Emily Wilde’s Encyclopaedia of Faeries by Heather Fawcett

I very rarely ready anything in the fantasy genre, but simply couldn’t resist trying Emily Wilde’s Encyclopaedia of Faeries by Heather Fawcett and I’m so glad I did and can share my blog tour review on Linda’s Book Bag today. My thanks to Tracy Fenton for inviting me to participate in the blog tour.

Published by Little Brown and Hachette imprint Orbit today, 19th January 2023, Emily Wilde’s Encyclopaedia of Faeries is available for purchase through the links here.

Emily Wilde’s Encyclopaedia of Faeries

Cambridge professor Emily Wilde is good at many things: She is the foremost expert on the study of faeries. She is a genius scholar and a meticulous researcher who is writing the world’s first encyclopaedia of faerie lore. But Emily Wilde is not good at people. She could never make small talk at a party—or even get invited to one. And she prefers the company of her books, her dog, Shadow, and the Fair Folk to other people.

So when she arrives in the hardscrabble village of Hrafnsvik, Emily has no intention of befriending the gruff townsfolk. Nor does she care to spend time with another new arrival: her dashing and insufferably handsome academic rival Wendell Bambleby, who manages to charm the townsfolk, get in the middle of Emily’s research, and utterly confound and frustrate her.

But as Emily gets closer and closer to uncovering the secrets of the Hidden Ones—the most elusive of all faeries—lurking in the shadowy forest outside the town, she also finds herself on the trail of another mystery: Who is Wendell Bambleby, and what does he really want? To find the answer, she’ll have to unlock the greatest mystery of all—her own heart.

My Review of Emily Wilde’s Encyclopaedia of Faeries

Emily is researching the faerie world.

I do not usually enjoy reading fantasy style narratives so I think it says something about the success of Heather Fawcett’s writing that I absolutely loved Emily Wilde’s Encyclopaedia of Faeries. However, this isn’t just fantasy, but there’s travel, mythology, romance, peril, self-knowledge and growth, community and danger too between the pages of a cracking read. 

The story is told through Emily’s conversational style that draws in the reader and makes them feel the narrative is being told just for them. In contrast to Wendell Bambleby’s more haphazard approach, Emily is assiduous in the mechanics of research, so that Emily Wilde’s Encyclopaedia of Faeries has authenticity that I found brilliantly convincing. Footnotes add credence making the reader forgets it’s a narrative and not the real events that Emily is recording. These footnotes are often a wry or acerbic observation that helps develop Emily’s personality. I also thoroughly appreciated the narratives within the story, the folklore and stories about the fae because they added extra texture and interest.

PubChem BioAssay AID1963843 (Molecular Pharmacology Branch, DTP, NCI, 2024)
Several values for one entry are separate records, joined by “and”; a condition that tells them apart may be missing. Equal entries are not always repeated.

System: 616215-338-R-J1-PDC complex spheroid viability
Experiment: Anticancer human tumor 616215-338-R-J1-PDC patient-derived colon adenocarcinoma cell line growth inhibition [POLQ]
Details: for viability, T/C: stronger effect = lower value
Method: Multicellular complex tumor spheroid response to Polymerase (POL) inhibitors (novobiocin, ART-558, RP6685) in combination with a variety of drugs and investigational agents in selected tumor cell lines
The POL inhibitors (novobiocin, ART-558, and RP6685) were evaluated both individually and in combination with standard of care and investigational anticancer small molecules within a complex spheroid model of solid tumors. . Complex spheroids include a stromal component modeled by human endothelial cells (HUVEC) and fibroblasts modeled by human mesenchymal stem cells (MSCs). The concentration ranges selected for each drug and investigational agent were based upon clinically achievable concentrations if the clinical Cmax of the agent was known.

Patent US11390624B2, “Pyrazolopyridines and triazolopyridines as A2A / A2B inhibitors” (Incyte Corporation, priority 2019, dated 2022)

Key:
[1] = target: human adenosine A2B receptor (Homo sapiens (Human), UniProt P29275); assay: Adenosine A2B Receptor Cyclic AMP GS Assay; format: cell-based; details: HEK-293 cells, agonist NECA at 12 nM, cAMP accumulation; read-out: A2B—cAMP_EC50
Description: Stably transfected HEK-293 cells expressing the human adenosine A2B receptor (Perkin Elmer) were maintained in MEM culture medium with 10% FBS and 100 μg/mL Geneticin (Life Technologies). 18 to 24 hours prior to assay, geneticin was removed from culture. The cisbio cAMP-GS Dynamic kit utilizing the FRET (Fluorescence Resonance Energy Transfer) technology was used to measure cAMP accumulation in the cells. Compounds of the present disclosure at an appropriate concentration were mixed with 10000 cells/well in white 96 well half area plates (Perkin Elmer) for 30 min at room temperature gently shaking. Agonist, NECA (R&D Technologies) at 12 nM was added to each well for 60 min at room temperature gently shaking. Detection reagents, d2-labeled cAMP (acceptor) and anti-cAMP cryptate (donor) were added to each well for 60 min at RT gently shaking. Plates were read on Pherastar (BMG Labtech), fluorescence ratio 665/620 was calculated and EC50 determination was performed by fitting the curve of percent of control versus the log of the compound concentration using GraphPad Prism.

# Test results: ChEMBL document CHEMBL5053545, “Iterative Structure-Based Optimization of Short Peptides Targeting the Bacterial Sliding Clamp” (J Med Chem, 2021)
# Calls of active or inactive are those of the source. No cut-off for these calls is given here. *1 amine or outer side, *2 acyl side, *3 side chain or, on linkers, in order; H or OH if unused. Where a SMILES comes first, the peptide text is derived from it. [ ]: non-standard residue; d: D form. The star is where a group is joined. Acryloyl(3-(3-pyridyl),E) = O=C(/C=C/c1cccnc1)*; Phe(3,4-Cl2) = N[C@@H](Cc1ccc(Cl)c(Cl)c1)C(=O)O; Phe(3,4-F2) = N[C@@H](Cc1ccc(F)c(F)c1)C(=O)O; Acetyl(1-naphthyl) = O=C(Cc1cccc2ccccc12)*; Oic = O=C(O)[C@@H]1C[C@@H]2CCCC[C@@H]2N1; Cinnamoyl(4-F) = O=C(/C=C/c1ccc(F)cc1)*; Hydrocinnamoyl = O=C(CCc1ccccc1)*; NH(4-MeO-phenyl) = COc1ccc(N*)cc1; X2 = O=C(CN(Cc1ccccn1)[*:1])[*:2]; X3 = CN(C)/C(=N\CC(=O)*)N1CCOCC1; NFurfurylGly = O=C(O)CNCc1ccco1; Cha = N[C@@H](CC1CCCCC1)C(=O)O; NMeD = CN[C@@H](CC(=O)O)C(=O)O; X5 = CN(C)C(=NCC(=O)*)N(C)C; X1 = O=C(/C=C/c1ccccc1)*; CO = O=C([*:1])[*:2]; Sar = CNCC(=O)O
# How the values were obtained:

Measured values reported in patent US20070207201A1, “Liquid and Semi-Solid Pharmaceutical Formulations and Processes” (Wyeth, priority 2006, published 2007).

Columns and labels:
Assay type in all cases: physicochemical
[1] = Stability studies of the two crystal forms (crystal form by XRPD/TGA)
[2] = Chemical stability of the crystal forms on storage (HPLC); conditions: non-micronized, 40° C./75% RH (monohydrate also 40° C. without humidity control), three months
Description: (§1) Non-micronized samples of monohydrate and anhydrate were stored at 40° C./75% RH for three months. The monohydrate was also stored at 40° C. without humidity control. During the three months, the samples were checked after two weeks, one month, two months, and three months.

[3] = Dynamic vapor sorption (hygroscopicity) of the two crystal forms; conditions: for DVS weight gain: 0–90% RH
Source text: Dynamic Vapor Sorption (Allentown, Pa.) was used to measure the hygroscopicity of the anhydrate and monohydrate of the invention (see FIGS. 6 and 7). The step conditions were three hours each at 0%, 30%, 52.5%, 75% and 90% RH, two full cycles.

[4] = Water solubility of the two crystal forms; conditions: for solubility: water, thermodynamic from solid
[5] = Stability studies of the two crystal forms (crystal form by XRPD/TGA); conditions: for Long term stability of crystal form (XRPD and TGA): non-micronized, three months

Emily is a fabulous character. She’s strong, somewhat blunt, not adverse to using expletives and absolutely determined to conduct her research with complete honesty. Her inability to form relationships, her lack of care about her personal appearance and her single-mindedness make her fully developed and endearing. I found her adversarial, and yet affectionate, relationship with Wendell thoroughly entertaining and I loved how their reactions to one another developed over the story. I’m delighted that there will be more about the two of them in future books.

The story itself is fast paced and exciting. It is beautifully written with Heather Fawcett blending poetic, almost ethereal landscapes with prosaic descriptions in a perfect balance. Reading Emily Wilde’s Encyclopaedia of Faeries is a very visual experience because of the vivid language used. 

Emily Wilde’s Encyclopaedia of Faeries is a deliciously entertaining tale spiced by menace and humour, attraction and deviousness, that I found absorbing and entertaining. As someone not usually fond of the genre, I have a feeling Heather Fawcett has entranced my like the fae ensnare humans because I thoroughly, thoroughly enjoyed reading Emily Wilde’s Encyclopaedia of Faeries and really recommend it.

About Heather Fawcett

Heather Fawcett is the author of the middle grade novels Ember and the Ice Dragons and The Language of Ghosts, as well as the young adult series Even the Darkest Stars. She has a master’s degree in English literature and has worked as an archaeologist, photographer, technical writer, and backstage assistant for a Shakespearean theatre festival. She lives on Vancouver Island, Canada.

For further information, visit Heather’s website or find her on Instagram and Facebook.

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